Ski industry trade links covid crisis to the long-smoldering issue of climate change
by Allen Best
The National Ski Areas Association, the ski industry’s primary trade group, was long restrained in its conversation about climate change. That has changed.
The front-and-center story in the current issue of the organization’s official magazine, the NSAA Journal, has a muscular call to action. The story, “Cross-Crisis Solutions,” links the global covid-19 pandemic and global climate change.
In crisis lies opportunity, says Heather B. Fried, the article’s writer, and the magazine editor.
“From one immediate crisis to another that’s been smoldering on the backburner, the opportunity in this moment feels palpable,” she writes. “The lessons we take out of covid-19 may mean that, sometime down the line, we won’t also have to face the disappearance of winter.”
Kelly Pawlak, the president of the trade organization for almost two years, strikes a careful but determined tone. “I would like to think the bipartisan support for covid-19 relief packages will persist, and that some of that same urgency will carry over in tackling other world problems, like working to find solutions to our climate crisis.”
The article suggests the need to fight the Trump administration rollback of the low-carbon fuel standard and supports extension of tax incentives for renewable energy generation.
A disclosure: I write periodically for Ski Area Management, a trade magazine. In 2003, the editor, Rick Kahl, asked me to summarize what was being said about global warming. This was a topic to which I had hitherto paid little attention. What I read caused me to bolt upright. It changed my career path.
During my deep dive during the next year into the science and politics, I visited Auden Schendler, who was trying to reform best practices at the Aspen Skiing Co. and even then had set out to help create the national policies needed to make meaningful change. The ski industry’s voice today sounds an awful lot like that of Schendler a decade ago.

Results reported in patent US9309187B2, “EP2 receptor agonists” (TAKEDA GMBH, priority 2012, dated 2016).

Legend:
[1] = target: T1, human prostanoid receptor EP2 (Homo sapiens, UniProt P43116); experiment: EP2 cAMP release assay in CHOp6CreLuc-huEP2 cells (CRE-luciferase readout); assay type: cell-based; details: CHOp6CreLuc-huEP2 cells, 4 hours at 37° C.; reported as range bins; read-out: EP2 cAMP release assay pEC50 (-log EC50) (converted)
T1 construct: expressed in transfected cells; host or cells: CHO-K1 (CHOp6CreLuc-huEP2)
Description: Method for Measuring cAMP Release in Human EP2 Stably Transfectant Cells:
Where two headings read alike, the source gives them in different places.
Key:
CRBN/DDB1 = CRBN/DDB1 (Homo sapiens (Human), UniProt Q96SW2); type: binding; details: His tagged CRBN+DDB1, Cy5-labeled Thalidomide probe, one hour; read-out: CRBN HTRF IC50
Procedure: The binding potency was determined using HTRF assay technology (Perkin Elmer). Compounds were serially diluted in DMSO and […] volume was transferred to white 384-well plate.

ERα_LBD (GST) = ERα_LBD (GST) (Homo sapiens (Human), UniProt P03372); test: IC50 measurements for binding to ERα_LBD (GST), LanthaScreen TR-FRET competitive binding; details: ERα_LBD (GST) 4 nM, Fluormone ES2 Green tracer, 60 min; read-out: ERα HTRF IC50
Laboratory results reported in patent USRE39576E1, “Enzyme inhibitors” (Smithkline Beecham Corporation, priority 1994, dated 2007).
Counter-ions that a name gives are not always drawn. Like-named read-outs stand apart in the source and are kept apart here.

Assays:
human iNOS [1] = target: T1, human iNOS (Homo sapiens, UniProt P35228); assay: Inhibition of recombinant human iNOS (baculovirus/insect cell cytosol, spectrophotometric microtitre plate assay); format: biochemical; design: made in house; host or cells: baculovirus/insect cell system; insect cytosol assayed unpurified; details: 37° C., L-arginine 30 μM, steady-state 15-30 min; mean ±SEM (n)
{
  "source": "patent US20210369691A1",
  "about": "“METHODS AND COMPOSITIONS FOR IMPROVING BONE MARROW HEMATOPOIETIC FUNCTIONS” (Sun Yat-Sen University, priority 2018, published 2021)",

For Ski Area Management, I continued to contribute articles about energy efficiency in buildings, about the latest understandings about impacts of warming on high elevations. My fact-finding did not uncover imminent Armageddon for Colorado ski areas. Narrower winters, true, more rain instead of snow, like soggy Whistler. Probably less affluence among a middle class that even high-end ski resorts depend upon to fill out the season. Lower-elevation ski areas, though, face a much more dire future.
The ski industry is a mixed bag politically. If anything, it edges toward the conservative. Ski company offices tended to think of themselves as environmentalists, because they’re not miners nor, on a large scale, loggers. But climate change is a far different—and difficult—discussion. It’s us, not them.
My articles danced around this difficult conversation. So did, I think, the policies of NSAA. That has shifted over time. Geraldine Link, the director of public policy, most recently has guided the organization into partnerships within a broader coalition of outdoor industry groups to create a unified and amplified voice about the need for federal policies to address climate change.
Link was featured prominently in the NSAA’s story. “The carbon reductions that we are seeing right now, estimated to be around 5% globally, show us how much we will have to do in the future to curb warming,” she says.
“If we need a 7.6% drop in emissions to meet the target of keeping to a 1.5-degree Celsius temperature rise, we won’t be shutting the world down to get there. We need to make investments and decisions now – in transportation, power and infrastructure – that help us transition to a green energy economy.”
In a follow-up e-mail, she insisted this is not a new direction for the organization. “NSAA has voiced concern on climate change, taken action on climate change, and encouraged our members to take action on climate for quite some time now,” she said. My ears hear a new, more urgent tone.
David Perry, formerly of the Aspen Skiing Co. and now of Alterra Mountain Co., says in the article that he sees at the intersection with covid a “massive opportunity for the dialogue around the climate crisis to be raised to a new level.”
Economists say we need a high price on carbon emissions to reflect the true cost of emissions and accelerate the necessary changes. A month ago, I’d have said that was utterly impossible.
But look no further than Black Lives Matter to see how quickly public opinion can pivot. It has been so long in coming, this toppling of the statues erected to those men —always, the men—who took up arms to defend and expand slavery, the statues themselves erected decades later to buttress the Jim Crow laws that altogether were designed and succeeded in restoring and defending the old order of the antebellum South.
It seems in this time of reckoning that that anything just might be possible.